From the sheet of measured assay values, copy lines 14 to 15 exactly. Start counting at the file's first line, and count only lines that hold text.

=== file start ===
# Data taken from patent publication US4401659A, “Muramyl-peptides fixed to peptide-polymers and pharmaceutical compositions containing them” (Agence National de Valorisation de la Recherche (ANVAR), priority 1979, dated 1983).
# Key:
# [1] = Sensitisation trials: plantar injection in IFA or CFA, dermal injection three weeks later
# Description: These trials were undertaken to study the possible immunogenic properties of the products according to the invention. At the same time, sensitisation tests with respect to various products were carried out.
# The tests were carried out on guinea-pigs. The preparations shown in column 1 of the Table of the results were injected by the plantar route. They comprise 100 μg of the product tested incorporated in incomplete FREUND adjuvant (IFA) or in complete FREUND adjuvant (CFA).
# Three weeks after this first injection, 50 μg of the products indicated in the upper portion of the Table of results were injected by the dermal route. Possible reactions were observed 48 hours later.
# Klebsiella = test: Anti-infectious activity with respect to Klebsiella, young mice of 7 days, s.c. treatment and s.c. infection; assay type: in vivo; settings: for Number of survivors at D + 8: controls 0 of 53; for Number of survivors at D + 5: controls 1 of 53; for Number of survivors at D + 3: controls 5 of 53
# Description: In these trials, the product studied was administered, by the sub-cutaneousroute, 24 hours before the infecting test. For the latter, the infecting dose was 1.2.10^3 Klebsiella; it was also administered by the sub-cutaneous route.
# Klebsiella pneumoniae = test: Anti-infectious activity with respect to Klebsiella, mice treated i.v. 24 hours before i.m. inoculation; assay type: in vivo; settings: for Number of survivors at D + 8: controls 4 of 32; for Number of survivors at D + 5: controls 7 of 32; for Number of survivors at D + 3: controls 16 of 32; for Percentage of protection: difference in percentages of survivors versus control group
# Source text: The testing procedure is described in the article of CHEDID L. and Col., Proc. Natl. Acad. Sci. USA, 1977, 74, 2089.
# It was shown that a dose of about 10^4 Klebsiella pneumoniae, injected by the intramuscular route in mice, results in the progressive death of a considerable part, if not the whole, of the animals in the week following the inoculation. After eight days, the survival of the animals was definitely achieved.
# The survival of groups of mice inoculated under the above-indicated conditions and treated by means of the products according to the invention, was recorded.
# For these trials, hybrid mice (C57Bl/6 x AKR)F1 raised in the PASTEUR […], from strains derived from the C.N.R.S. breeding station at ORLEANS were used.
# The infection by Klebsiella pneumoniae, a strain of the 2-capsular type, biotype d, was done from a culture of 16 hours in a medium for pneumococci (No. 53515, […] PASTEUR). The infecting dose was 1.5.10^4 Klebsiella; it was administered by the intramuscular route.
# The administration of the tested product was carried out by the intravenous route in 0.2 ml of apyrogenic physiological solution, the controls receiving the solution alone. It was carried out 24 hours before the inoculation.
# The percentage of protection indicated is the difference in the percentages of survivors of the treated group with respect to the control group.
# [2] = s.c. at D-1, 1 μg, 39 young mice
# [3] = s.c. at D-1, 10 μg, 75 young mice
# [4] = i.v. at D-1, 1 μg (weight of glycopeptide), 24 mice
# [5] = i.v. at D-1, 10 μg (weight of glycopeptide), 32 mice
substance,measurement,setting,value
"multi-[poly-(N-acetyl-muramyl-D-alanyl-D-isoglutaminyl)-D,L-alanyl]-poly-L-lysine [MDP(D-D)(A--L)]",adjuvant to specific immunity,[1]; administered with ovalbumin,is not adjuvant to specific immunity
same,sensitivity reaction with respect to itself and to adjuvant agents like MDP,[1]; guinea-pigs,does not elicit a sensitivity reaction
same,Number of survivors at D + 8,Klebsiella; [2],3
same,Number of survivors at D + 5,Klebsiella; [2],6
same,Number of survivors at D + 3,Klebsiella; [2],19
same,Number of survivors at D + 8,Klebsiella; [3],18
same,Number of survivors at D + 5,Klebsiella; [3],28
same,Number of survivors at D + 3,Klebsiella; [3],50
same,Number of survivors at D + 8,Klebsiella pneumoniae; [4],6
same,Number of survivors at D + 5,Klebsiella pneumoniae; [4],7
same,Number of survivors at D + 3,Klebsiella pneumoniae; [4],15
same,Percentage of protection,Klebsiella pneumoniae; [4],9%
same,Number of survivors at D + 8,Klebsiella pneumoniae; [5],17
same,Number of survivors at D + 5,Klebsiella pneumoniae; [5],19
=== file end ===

# The infection by Klebsiella pneumoniae, a strain of the 2-capsular type, biotype d, was done from a culture of 16 hours in a medium for pneumococci (No. 53515, […] PASTEUR). The infecting dose was 1.5.10^4 Klebsiella; it was administered by the intramuscular route.
# The administration of the tested product was carried out by the intravenous route in 0.2 ml of apyrogenic physiological solution, the controls receiving the solution alone. It was carried out 24 hours before the inoculation.